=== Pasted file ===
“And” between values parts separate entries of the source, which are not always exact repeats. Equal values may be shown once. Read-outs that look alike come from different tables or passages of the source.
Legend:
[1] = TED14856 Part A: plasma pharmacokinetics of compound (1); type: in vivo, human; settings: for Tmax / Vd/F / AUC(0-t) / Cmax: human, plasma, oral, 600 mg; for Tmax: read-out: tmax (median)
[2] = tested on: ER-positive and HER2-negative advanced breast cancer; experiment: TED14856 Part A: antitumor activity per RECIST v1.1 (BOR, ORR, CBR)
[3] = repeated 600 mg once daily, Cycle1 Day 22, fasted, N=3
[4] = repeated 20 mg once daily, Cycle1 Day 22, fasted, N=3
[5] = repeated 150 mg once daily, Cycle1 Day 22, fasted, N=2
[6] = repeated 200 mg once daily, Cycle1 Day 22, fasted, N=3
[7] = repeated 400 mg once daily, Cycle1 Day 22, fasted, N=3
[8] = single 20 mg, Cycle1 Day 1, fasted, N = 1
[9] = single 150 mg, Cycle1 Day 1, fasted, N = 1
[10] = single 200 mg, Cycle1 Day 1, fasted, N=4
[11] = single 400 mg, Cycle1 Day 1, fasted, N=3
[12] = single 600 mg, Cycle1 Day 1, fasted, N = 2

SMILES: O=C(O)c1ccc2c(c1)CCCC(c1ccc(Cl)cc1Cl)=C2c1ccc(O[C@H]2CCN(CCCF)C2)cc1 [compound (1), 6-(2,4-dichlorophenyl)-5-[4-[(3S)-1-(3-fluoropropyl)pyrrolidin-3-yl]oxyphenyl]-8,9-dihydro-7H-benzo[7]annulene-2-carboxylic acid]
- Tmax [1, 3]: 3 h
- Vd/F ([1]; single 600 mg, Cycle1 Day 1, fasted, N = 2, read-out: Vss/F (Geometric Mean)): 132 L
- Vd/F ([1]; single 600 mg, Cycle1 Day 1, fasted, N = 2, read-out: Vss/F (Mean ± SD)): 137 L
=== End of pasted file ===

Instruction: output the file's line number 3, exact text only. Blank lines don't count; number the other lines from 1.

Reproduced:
[1] = TED14856 Part A: plasma pharmacokinetics of compound (1); type: in vivo, human; settings: for Tmax / Vd/F / AUC(0-t) / Cmax: human, plasma, oral, 600 mg; for Tmax: read-out: tmax (median)